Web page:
NEW HAVEN, Conn. (WTNH) — Every dog has its Election Day?

Not in Connecticut, it doesn’t.

While animals have served some (often honorary roles) in politics in other states, Connecticut law requires nominees for state, district and municipal offices, along with town committees and convention delicates, to be humans. In addition, candidates must provide a statement of consent to running. Many races also require a candidate to meet age requirements beyond a dog’s lifespan.

That doesn’t mean that a town can’t have an honorary animal mayor. Take the Beardsley Zoo in Bridgeport, for example, which has five candidates running for mayor this year(a river otter, an eastern box turtle, a Narragansett turkey, a black and gold howler monkey and a prairie dog) . The winner will replace Rhubarb the two-toed sloth, who is not seeking re-election.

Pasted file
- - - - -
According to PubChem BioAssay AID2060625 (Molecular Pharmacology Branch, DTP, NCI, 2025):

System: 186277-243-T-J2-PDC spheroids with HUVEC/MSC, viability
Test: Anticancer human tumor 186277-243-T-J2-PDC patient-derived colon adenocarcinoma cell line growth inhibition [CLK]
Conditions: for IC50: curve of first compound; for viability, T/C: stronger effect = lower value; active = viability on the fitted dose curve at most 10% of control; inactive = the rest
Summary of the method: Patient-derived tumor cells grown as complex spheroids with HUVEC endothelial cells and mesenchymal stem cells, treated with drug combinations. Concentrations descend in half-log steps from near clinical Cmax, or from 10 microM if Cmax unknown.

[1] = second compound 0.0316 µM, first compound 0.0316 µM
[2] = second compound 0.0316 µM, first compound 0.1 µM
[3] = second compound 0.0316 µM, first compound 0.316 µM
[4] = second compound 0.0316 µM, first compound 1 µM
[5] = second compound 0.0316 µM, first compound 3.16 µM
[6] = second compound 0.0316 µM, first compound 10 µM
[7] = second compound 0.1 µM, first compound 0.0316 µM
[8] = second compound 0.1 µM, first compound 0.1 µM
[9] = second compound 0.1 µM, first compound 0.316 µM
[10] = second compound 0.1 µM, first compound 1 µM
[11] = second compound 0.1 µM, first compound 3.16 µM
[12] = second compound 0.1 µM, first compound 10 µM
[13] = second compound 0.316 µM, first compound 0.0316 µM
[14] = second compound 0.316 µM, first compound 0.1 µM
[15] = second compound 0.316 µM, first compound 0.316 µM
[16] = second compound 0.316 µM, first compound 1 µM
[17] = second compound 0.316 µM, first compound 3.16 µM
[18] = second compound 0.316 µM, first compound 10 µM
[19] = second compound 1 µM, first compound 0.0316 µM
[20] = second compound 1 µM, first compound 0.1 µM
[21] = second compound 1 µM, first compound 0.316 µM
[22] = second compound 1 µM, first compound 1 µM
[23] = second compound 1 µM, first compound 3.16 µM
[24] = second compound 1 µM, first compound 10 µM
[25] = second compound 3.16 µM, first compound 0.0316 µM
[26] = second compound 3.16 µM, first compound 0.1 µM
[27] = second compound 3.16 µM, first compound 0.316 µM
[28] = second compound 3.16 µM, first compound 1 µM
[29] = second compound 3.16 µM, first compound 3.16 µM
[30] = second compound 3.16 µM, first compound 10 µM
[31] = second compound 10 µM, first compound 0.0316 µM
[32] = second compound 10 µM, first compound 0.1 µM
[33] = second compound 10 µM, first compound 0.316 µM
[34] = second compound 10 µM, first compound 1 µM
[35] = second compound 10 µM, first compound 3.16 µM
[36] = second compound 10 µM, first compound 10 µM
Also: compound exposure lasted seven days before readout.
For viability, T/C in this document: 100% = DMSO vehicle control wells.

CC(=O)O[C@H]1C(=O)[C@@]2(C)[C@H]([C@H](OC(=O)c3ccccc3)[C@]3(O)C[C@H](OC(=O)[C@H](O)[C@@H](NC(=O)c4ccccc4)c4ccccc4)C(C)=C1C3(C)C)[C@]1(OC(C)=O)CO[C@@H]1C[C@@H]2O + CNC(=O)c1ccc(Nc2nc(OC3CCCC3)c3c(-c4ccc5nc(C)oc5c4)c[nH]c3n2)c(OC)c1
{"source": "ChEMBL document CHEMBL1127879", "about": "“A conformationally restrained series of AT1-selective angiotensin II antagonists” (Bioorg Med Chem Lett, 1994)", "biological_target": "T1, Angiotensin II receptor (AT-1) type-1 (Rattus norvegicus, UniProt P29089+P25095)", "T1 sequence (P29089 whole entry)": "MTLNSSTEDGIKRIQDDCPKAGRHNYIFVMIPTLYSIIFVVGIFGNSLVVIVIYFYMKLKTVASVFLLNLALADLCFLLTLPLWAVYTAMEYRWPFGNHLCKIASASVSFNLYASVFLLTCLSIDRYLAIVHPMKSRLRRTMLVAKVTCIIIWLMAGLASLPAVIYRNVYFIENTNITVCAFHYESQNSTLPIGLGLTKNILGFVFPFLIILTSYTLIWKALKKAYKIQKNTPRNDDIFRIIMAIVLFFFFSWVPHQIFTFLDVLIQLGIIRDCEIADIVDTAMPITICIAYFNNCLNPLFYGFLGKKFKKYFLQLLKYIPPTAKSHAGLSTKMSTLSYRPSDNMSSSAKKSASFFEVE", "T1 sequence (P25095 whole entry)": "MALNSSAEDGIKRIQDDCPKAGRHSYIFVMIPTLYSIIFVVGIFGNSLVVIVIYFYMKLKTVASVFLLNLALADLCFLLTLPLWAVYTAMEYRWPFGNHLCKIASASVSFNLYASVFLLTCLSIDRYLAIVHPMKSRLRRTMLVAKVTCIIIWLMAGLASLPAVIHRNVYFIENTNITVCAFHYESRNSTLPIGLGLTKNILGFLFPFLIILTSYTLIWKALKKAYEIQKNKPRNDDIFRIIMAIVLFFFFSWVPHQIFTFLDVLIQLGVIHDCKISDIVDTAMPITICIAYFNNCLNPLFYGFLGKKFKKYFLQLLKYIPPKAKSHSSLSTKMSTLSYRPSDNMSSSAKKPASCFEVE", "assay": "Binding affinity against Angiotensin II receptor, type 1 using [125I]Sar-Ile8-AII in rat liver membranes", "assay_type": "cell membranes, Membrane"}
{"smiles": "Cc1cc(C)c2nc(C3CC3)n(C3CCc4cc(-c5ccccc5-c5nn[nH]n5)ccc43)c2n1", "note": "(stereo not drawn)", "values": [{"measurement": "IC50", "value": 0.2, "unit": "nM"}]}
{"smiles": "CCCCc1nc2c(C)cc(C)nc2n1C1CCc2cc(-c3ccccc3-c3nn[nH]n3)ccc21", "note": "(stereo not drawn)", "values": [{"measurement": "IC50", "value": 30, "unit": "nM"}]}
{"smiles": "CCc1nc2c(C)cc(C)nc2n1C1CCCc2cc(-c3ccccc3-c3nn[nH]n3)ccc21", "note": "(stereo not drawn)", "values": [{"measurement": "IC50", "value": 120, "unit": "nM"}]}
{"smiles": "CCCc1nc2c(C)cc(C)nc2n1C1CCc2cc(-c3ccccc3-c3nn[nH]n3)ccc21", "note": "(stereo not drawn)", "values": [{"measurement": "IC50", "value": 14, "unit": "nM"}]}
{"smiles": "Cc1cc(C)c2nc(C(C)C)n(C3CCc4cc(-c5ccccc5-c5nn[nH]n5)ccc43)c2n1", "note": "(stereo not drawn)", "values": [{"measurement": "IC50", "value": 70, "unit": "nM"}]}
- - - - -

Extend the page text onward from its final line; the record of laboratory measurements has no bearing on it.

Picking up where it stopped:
Nearby states like Vermont and New Hampshire have had animal candidates. Fair Haven, Vermont, has had a goat named Elsa in office since last year. Money raised in the election went to renovating a community playground. The town’s mayors have also included Lincoln the Goat and Murfee the Cavalier King Charles spaniel.

In New Hampshire, there was an attempt to palace a gorilla named Colossus on the ballot for the 1980 Republican presidential primary.

You can cast your vote for (human) candidates Tuesday on Election Day.